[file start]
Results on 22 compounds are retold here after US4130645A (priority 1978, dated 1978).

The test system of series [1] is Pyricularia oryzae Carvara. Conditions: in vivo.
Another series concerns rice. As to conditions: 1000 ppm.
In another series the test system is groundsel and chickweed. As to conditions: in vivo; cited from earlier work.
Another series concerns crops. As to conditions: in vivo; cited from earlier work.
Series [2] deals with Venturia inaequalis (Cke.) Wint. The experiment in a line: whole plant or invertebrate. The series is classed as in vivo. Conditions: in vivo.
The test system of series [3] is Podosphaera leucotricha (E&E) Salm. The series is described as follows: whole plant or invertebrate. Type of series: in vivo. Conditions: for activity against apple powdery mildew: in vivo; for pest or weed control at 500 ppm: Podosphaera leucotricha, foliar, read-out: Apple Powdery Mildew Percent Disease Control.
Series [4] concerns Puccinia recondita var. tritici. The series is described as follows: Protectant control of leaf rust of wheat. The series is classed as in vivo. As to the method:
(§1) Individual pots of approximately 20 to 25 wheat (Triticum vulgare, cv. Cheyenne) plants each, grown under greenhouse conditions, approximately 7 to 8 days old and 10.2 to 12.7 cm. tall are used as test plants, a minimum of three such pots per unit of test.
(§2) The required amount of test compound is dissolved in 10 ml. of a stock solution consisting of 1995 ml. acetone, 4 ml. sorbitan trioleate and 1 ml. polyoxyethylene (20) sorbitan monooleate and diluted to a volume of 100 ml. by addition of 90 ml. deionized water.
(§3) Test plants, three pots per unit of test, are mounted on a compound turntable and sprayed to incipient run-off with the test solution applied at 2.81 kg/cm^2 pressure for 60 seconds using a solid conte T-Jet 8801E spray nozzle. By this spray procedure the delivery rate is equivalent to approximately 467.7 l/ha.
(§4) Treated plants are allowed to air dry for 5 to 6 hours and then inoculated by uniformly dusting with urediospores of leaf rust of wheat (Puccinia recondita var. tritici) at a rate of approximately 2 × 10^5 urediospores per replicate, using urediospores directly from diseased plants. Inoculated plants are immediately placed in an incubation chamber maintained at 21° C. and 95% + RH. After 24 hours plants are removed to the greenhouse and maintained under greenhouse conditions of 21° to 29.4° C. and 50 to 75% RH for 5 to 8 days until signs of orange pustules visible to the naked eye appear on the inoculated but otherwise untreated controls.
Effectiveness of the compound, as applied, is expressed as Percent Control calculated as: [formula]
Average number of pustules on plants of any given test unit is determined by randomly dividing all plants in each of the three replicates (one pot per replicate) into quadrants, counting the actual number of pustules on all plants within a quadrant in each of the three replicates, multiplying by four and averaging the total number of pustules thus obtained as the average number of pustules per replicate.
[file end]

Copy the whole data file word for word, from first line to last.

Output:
Results on 22 compounds are retold here after US4130645A (priority 1978, dated 1978).

The test system of series [1] is Pyricularia oryzae Carvara. Conditions: in vivo.
Another series concerns rice. As to conditions: 1000 ppm.
In another series the test system is groundsel and chickweed. As to conditions: in vivo; cited from earlier work.
Another series concerns crops. As to conditions: in vivo; cited from earlier work.
Series [2] deals with Venturia inaequalis (Cke.) Wint. The experiment in a line: whole plant or invertebrate. The series is classed as in vivo. Conditions: in vivo.
The test system of series [3] is Podosphaera leucotricha (E&E) Salm. The series is described as follows: whole plant or invertebrate. Type of series: in vivo. Conditions: for activity against apple powdery mildew: in vivo; for pest or weed control at 500 ppm: Podosphaera leucotricha, foliar, read-out: Apple Powdery Mildew Percent Disease Control.
Series [4] concerns Puccinia recondita var. tritici. The series is described as follows: Protectant control of leaf rust of wheat. The series is classed as in vivo. As to the method:
(§1) Individual pots of approximately 20 to 25 wheat (Triticum vulgare, cv. Cheyenne) plants each, grown under greenhouse conditions, approximately 7 to 8 days old and 10.2 to 12.7 cm. tall are used as test plants, a minimum of three such pots per unit of test.
(§2) The required amount of test compound is dissolved in 10 ml. of a stock solution consisting of 1995 ml. acetone, 4 ml. sorbitan trioleate and 1 ml. polyoxyethylene (20) sorbitan monooleate and diluted to a volume of 100 ml. by addition of 90 ml. deionized water.
(§3) Test plants, three pots per unit of test, are mounted on a compound turntable and sprayed to incipient run-off with the test solution applied at 2.81 kg/cm^2 pressure for 60 seconds using a solid conte T-Jet 8801E spray nozzle. By this spray procedure the delivery rate is equivalent to approximately 467.7 l/ha.
(§4) Treated plants are allowed to air dry for 5 to 6 hours and then inoculated by uniformly dusting with urediospores of leaf rust of wheat (Puccinia recondita var. tritici) at a rate of approximately 2 × 10^5 urediospores per replicate, using urediospores directly from diseased plants. Inoculated plants are immediately placed in an incubation chamber maintained at 21° C. and 95% + RH. After 24 hours plants are removed to the greenhouse and maintained under greenhouse conditions of 21° to 29.4° C. and 50 to 75% RH for 5 to 8 days until signs of orange pustules visible to the naked eye appear on the inoculated but otherwise untreated controls.
Effectiveness of the compound, as applied, is expressed as Percent Control calculated as: [formula]
Average number of pustules on plants of any given test unit is determined by randomly dividing all plants in each of the three replicates (one pot per replicate) into quadrants, counting the actual number of pustules on all plants within a quadrant in each of the three replicates, multiplying by four and averaging the total number of pustules thus obtained as the average number of pustules per replicate.